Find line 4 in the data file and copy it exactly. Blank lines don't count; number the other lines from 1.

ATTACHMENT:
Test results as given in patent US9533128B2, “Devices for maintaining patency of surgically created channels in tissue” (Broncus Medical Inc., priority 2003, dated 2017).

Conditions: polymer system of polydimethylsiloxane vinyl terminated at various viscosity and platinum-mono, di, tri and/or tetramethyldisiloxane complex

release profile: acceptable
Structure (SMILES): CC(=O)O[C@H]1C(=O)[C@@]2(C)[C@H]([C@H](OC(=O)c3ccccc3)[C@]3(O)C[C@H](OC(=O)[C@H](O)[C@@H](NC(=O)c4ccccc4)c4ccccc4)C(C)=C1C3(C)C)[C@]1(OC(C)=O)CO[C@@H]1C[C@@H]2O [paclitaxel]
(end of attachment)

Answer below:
Structure (SMILES): CC(=O)O[C@H]1C(=O)[C@@]2(C)[C@H]([C@H](OC(=O)c3ccccc3)[C@]3(O)C[C@H](OC(=O)[C@H](O)[C@@H](NC(=O)c4ccccc4)c4ccccc4)C(C)=C1C3(C)C)[C@]1(OC(C)=O)CO[C@@H]1C[C@@H]2O [paclitaxel]